Mike Mignola’s Hellboy was an outlet for his aspiration to draw stories that were gothic, brooding, filled with atmospheric old ruins, tumbledown Victorian graveyards and most of all, strange creatures. He made his hero a monster so that whatever else happened in his book there would always be at least one monster to draw; he made him red so that among the shadows and voids he’d always stand out.

Seed of Destruction collects the first appearances of Hellboy from the moment he arrives on Earth as a child, summoned by Nazis and an undead mystic to appear in smoke and lightning in a ruined English church. How he got here, where from and why are questions that are answered, but not completely, as Mignola introduces us to the Bureau of Paranormal Investigation, a government agency which in an X-Files style deals with mysterious or alien incidents. Its best agents are all themselves more than human: a man who is half-aquatic creature, a deadly pyrotechnic woman and Hellboy, a big red demon-man with a giant stone right hand.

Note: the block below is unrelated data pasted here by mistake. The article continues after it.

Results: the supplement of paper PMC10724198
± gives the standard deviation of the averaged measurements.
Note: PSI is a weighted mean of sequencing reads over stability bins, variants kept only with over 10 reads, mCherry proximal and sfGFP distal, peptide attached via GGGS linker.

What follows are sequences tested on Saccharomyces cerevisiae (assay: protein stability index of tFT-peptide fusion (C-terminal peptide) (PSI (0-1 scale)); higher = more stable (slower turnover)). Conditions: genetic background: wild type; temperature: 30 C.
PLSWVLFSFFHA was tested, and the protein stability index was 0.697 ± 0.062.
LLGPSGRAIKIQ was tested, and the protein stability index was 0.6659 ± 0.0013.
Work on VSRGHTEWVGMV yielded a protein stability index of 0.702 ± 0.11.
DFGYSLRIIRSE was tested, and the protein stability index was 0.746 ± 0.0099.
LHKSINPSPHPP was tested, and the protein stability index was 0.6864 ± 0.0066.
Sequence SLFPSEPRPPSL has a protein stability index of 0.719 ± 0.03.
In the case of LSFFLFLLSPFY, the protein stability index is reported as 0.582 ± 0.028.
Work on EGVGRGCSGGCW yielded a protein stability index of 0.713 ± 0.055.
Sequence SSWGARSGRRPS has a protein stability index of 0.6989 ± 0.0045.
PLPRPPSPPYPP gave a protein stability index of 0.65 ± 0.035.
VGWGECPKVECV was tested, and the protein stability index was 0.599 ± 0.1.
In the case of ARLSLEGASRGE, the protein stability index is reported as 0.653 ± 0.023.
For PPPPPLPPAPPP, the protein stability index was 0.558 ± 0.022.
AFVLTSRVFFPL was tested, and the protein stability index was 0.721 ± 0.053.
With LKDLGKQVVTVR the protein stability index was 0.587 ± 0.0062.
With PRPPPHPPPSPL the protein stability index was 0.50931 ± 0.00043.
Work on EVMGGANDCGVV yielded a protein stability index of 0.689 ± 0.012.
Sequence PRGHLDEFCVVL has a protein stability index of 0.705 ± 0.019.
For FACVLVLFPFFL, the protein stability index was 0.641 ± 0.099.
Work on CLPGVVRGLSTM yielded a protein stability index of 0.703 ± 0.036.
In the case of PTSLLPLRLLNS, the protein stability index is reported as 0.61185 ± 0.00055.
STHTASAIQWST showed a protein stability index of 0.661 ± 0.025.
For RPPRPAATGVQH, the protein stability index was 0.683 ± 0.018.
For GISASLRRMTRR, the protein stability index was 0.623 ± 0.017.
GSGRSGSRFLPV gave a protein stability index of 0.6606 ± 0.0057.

This origin story contains all the elements that Mignola will shuffle in various combinations and refine into one of the very best American comics of recent years. There’s plenty of humour, action, fantastic drawing, weird poetic moments and Lovecraftian menace, jumping back and forth through time and space. Rasputin, legendary Russian fiend, seeks the ultimate destruction of the world to make way for the return of The Ogdru-Jahad, unfathomably evil ancient beings from beyond our dimension. Nazis use his magic and their science to create experiments that they hope will win them the war. Hellboy must confront Rasputin and destroy him or be enslaved by him.

This initial story arc is the only one not written by Mignola alone; he has help from John Byrne, who writes all the dialogue here. It’s interesting to note that the internal thoughts of Hellboy appear in captions throughout this story, but this is a device Mignola never revisits as sole author and artist of the books that follow.

This softcover volume also includes two short, earlier stories by Mignola with dialogue from Byrne, featuring the dog-headed god Anubis, and the first appearance of Nazi head-in-a-bottle Herman Von Klempt and his super gorilla Brutus, who we’ll see more of soon. Plus a selection of early Hellboy promotional art and pinups by artists including Art Adams and Gary Gianni.

The material in this book is also reprinted at a much larger size, along with the second Hellboy collection Hellboy: Wake the Devil, in the archival hardcover Hellboy Library Edition: Volume One.